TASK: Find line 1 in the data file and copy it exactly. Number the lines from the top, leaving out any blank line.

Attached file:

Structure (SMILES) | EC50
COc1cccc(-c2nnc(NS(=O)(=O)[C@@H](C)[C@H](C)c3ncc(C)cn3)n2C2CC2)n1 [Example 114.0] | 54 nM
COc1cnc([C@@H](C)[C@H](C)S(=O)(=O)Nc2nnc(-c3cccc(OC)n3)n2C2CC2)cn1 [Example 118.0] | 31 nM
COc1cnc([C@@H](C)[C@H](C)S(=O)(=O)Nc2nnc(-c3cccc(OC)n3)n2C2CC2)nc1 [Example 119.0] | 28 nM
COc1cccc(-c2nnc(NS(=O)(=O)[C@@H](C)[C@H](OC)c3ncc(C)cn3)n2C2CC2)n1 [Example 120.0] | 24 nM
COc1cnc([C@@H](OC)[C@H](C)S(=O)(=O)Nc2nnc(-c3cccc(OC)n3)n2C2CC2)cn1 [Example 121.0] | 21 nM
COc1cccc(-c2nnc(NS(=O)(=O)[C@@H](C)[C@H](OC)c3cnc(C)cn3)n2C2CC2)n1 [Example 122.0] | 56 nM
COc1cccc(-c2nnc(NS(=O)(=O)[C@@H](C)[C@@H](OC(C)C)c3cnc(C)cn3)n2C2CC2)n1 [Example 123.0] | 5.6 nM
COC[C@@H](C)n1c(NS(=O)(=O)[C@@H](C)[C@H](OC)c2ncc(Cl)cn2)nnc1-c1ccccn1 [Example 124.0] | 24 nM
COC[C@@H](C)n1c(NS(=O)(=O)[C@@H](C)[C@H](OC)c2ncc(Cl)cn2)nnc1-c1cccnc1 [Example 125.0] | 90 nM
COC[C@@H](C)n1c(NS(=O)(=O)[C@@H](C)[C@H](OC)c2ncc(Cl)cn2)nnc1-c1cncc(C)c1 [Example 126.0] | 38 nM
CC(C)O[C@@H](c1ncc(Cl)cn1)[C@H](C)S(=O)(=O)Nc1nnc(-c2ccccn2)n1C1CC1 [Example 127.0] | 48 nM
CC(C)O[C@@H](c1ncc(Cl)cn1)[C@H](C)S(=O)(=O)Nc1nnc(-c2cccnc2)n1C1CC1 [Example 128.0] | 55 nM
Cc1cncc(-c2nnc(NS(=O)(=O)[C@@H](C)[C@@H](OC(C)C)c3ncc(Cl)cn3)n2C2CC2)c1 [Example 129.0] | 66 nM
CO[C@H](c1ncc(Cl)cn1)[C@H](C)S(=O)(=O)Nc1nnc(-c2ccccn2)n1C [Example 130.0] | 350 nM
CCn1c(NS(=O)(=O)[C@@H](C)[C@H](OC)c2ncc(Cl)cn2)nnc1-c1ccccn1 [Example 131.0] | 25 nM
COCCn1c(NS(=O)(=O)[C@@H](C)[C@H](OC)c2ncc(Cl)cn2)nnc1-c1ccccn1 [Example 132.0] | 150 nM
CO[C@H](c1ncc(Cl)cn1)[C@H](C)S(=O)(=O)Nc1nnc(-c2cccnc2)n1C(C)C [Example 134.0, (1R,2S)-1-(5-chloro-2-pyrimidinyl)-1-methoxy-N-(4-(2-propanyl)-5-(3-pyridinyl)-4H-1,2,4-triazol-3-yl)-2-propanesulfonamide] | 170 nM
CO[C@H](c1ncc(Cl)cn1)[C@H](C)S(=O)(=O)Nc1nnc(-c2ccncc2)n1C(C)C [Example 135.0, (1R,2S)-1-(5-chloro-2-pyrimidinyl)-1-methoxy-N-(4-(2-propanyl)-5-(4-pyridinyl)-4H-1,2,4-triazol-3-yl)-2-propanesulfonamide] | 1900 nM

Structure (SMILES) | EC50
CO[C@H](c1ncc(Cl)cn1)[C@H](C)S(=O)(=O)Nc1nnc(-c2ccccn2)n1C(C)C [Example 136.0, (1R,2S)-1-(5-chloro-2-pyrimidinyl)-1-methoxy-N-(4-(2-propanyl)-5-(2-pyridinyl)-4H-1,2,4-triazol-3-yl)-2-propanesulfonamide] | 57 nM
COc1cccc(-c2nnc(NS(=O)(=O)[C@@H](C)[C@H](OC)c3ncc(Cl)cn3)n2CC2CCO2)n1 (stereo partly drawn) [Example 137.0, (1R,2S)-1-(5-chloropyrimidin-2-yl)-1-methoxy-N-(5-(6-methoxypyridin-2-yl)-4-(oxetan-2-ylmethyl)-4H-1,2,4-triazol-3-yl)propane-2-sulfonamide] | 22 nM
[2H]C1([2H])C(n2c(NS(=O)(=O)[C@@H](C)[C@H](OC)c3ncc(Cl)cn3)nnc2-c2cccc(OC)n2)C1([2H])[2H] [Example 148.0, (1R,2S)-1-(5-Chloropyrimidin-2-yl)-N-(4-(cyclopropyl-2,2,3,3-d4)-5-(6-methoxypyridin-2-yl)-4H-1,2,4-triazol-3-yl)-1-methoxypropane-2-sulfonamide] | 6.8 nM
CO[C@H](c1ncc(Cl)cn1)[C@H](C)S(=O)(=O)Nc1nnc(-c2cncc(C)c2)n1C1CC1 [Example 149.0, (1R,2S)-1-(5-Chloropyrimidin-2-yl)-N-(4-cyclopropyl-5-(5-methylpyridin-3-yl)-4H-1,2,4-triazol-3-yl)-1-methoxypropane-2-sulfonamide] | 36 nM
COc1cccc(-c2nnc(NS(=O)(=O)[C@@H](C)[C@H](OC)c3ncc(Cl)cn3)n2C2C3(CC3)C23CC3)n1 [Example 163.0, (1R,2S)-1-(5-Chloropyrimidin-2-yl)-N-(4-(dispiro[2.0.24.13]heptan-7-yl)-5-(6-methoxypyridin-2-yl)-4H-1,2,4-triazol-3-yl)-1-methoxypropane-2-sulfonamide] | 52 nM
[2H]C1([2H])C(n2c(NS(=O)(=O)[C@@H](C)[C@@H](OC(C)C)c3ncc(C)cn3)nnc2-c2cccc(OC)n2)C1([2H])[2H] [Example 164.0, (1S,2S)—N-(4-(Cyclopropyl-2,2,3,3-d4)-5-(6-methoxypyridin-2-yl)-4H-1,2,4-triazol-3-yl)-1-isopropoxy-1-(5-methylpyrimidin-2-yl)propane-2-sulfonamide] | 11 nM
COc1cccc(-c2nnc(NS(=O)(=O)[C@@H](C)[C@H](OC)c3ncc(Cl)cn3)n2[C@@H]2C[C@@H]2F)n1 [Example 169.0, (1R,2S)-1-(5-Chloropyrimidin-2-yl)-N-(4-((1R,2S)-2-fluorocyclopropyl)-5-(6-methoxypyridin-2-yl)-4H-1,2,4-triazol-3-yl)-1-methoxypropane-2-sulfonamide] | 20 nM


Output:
Structure (SMILES) | EC50